Toyota and BMW are negotiating a partnership to share their best and brightest green powertrain technologies with each other, the Japan Times reports. In a move to cut costs while complementing brand strengths with areas needing improvement, the pair of automakers should each reap gains from the reported technology swap.
BMW TwinPower 2.0-liter diesel engine.
Toyota is eyeing BMW’s powerful and efficient diesel engines for use in the diesel-loving European market, where the Japanese automaker has struggled to sell cars as of late. More specifically, BMW’s TwinPower 2.0-liter diesel will likely soon find its way into European Toyota passenger cars. This is not only one of the world’s cleanest and smoothest diesels but would also help Toyota save on engine manufacturing costs, skyrocketing recently due to the yen’s high strength.
Toyota Prius Hybrid Synergy Drive system.
So what’s in it for BMW? The answer is Toyota’s treasure trove of patented hybrid systems, indisputably the industry’s brightest. Aside from the expensive and not-that-efficient ActiveHybrid 7 and a handful of other models, BMW has not made the commitment to hybrids of some of its competitors. Adding more hybrids to its lineup is a priority for BMW, so why not seek the assistance of the industry leader?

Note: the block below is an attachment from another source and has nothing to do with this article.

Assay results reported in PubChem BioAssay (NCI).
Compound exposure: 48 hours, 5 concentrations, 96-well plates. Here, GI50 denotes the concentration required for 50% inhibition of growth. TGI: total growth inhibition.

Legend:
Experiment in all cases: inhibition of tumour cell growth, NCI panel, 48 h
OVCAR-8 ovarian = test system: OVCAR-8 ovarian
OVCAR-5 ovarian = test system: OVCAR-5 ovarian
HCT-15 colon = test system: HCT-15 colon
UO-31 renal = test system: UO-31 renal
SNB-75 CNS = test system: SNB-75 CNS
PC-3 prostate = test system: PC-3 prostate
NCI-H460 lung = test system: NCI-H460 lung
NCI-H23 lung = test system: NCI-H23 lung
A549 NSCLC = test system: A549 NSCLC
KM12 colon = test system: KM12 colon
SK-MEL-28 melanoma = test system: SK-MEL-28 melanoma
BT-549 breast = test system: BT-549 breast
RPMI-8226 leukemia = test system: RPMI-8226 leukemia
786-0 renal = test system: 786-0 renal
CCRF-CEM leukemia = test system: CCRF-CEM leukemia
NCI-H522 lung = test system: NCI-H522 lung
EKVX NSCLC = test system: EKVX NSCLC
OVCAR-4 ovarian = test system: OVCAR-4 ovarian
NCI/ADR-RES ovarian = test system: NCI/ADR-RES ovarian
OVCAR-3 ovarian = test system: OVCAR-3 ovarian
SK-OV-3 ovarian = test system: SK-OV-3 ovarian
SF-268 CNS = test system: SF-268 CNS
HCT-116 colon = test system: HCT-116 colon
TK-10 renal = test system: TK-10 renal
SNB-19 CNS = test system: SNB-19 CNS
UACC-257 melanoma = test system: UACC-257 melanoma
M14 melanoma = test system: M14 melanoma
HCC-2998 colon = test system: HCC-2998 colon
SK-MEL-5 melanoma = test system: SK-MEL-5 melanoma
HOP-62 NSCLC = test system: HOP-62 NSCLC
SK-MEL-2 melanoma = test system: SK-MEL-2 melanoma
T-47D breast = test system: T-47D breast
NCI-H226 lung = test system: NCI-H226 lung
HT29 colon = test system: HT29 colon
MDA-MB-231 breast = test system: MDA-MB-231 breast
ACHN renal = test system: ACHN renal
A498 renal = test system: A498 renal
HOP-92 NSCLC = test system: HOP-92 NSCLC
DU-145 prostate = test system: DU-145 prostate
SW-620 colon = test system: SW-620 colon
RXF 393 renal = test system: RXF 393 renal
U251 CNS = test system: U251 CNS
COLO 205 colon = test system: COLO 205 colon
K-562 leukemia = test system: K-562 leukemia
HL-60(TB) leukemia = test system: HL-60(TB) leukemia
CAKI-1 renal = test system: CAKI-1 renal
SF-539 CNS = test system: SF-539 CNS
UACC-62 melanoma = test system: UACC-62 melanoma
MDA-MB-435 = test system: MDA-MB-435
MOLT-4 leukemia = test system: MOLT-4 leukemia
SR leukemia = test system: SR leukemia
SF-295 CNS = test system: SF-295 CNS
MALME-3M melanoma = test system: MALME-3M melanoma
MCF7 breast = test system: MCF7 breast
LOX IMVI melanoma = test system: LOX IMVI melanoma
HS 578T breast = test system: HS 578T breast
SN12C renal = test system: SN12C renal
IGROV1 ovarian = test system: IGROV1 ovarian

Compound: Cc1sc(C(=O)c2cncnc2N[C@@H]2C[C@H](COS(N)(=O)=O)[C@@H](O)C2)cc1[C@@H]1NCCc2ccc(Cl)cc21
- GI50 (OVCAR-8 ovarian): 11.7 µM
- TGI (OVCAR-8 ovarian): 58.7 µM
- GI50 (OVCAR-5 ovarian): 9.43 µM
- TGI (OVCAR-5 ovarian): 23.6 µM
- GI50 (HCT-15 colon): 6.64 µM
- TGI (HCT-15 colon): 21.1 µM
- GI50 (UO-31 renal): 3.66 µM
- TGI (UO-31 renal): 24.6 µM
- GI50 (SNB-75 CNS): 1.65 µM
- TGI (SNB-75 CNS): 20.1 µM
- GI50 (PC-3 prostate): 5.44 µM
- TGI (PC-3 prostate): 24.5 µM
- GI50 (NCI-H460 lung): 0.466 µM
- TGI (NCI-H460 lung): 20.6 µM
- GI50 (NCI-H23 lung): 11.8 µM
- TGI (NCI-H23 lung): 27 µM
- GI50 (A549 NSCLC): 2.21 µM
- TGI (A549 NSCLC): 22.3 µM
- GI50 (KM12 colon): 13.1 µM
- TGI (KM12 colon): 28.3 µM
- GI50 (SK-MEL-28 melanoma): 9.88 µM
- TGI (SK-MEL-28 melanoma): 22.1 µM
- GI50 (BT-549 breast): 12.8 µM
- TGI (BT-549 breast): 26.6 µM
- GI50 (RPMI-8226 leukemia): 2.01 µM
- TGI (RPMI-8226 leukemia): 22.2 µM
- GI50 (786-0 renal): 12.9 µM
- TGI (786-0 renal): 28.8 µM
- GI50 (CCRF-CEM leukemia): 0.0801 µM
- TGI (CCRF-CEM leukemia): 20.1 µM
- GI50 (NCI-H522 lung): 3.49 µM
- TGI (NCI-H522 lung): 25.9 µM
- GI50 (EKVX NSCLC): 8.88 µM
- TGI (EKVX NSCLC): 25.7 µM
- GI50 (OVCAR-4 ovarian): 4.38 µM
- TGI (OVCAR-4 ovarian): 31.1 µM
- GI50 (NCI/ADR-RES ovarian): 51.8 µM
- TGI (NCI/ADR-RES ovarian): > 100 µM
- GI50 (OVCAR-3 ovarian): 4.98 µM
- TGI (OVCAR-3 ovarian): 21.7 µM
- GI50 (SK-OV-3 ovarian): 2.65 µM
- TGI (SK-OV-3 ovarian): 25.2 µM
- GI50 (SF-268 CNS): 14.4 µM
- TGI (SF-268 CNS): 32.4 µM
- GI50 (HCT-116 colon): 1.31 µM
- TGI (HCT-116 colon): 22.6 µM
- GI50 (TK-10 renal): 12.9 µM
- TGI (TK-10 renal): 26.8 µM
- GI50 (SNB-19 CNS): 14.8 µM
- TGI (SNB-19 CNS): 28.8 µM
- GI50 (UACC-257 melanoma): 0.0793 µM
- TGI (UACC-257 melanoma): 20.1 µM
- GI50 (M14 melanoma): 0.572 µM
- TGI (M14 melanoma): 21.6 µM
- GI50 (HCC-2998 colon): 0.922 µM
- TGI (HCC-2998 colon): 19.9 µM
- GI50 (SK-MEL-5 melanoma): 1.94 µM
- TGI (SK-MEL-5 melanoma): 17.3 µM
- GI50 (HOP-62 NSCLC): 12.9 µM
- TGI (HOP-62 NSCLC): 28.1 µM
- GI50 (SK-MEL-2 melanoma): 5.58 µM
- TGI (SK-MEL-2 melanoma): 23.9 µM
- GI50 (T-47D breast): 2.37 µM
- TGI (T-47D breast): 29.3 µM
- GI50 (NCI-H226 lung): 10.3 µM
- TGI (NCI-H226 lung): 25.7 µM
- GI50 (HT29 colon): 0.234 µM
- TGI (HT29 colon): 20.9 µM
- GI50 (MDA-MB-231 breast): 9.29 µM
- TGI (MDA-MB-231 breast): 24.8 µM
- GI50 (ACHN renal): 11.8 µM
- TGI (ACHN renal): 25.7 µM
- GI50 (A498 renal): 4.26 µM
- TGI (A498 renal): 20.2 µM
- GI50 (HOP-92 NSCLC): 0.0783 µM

The snow is upon us, and for many it is time to make the switch from summer or all-season rubber to a good set of winter tires. Here Pricing Insider answers all your questions in a quick and handy guide.
What are winter tires?
Winter (or snow) tires have special groove patterns designed specifically to perform in ice and snow. Not only are the grooves deeper; they are patterned with more small horizontal traction areas to better grip the sludge, snow and ice that is so dangerous to your winter safety. The tire is of a softer composition with more natural rubber and silica especially designed to perform well in freezing-cold temperatures. Some winter tires have metal studs to cut into the icy road surface, though these are illegal in many areas.
All-season or winter tires?